“I’m giving it 10 more minutes. Then these cookies are mine,” I thought to myself.
I leaned back in my chair at the student center, desperately resisting the urge to eat the giant plate of cookies I had ordered. I was hoping that, within the next 10 minutes, someone would show up and have some of them.
During my sophomore year at Reed College, I tried to organize a student group for Third Culture Kids. I thought that building a support network on campus would be great for the few TCKs at my college. We didn’t have to become best friends; I just wanted to see if some sort of community would be helpful. After all, a thriving support system was already in place for the international students.
After the first meeting, I was feeling pretty good about myself. There were roughly 15 freshmen in a room full of free pizza, and we spent over an hour shooting the breeze and sharing our life experiences. Sure enough, half of the room had some obscure connection to the other half. People were clicking, enjoying themselves and experiencing a refreshing lack of awkward silences. We decided to meet once a month to touch base and catch up.
Two months and two badly attended meetings later, I was sitting in an empty conference room trying to restrain myself from eating my way to diabetes.
I was a little disappointed, but mostly puzzled. We had gone from “This is a great idea!” to “Sorry, I can’t make it.” From 15 people laughing in a conference room to one kid twiddling his thumbs.
I wracked my brain for explanations. Undoubtedly the hectic insanity of college life played a part; there are always so many things going on at once that accommodating all of one’s interests is almost impossible. But I also wondered if there was more.
I took a step back and observed my college’s social layout. I noticed that TCKs were scattered all across the student body and rarely occupied the same group of friends – and if they did, it wasn’t because of their common upbringing. But why? Our unique cultural backgrounds play a major part in forming our identities, and yet they seemed to have less of a role in building groups of friends than, say, similar tastes in music or a shared interest in Dungeons and Dragons.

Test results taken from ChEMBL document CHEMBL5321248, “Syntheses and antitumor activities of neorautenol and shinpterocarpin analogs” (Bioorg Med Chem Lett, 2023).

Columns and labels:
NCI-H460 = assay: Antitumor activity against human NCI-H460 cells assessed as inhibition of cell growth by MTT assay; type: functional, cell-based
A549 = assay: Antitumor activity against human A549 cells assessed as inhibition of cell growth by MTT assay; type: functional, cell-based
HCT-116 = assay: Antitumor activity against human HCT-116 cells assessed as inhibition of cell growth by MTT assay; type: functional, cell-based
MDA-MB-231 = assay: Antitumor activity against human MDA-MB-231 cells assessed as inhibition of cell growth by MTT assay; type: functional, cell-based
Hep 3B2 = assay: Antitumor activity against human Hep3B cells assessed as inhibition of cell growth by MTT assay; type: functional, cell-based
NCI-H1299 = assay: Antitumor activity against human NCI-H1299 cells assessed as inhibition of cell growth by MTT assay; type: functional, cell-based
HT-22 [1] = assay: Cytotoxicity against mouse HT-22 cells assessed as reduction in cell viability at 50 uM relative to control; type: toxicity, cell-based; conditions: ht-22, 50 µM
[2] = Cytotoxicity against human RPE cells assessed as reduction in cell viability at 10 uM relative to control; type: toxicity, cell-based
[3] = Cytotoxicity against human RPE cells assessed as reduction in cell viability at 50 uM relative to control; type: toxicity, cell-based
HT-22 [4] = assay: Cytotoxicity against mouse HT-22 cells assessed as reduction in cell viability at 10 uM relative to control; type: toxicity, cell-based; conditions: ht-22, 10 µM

So, I started asking around for answers. Alex Smith, 18, a sophomore who grew up in Belgium, Japan, Switzerland and the U.S., explained that she didn’t show up because of a scheduling conflict – and although she enjoyed meeting other TCKs, she also thought that forming a select group of TCKs on campus wouldn’t make much sense. “We’re used to finding things in common with everybody,” she said.
I extended my inquiry to old friends at other universities. Some agreed with my observation and felt little incentive to go out of their way to spend time with other third culture kids.
“I have no compulsive necessity to go hang out with other TCKs all the time… it would be like hanging out with more of me,” said Rob Burroughs, 19, a junior at Mount Allison University who has lived in Colombo, Manila, Shanghai and Hong Kong.
Emily Lai, 21, a senior at Reed who grew up in Taipei, stressed the personal importance of having a different life in college.
“Hanging out with TCKs is such a huge part of my experience in Taiwan,” she said. “I thought that when I went to America for college, I should try to have an experience that is distinct from the international school experience.”
On the flip side, others told me that in college, they identified with other TCKs more easily than they did with their non-TCK counterparts.
“Most of the people in my closest friend group are TCKs, probably because of the shared background that makes it easier for us to relate to one another,” said Yvonne Yu, 19, a junior at Brown University. “One main reason for this, though, was because I went to international orientation, as did a lot of TCKs.”
In hindsight, I think that forming a group comprised of only TCKs at Reed was a little too comfortable, and ultimately not necessary. Of course, it can be a good thing for other campuses – Lewis and Clark College, for example, has an established program for TCKs. If you sense that your school could use a support network for third culture kids, don’t hesitate to start one. And even if your school doesn’t need a formal program, it never hurts to reach out to other TCKs.
When I looked my own set of friends, I also realized that my situation was similar to those of other TCKs at Reed. My friends’ cultural backgrounds didn’t play a significant role in forming our friendships, and as I got to know them better, the fact that I grew up an ocean away didn’t matter. In fact, the more I thought about it, the more I realized how much I liked it that way. TCKs are in a unique position to connect with almost any person of any culture, and college presents a special opportunity to do just that.
Still, it’s comforting to know that I’m not the only one with a complicated background. “It was totally awesome to have so many people who were going through problems I didn’t even realize I was having,” my friend Alex told me.
I don’t spend much time with the other TCKs at Reed, but it’s always good to see them around campus. Although I’ve learned that Reed’s TCKs (including myself) prefer to mingle rather than stick together, a little reminder that I’m not alone goes a long way towards making my college experience a good one.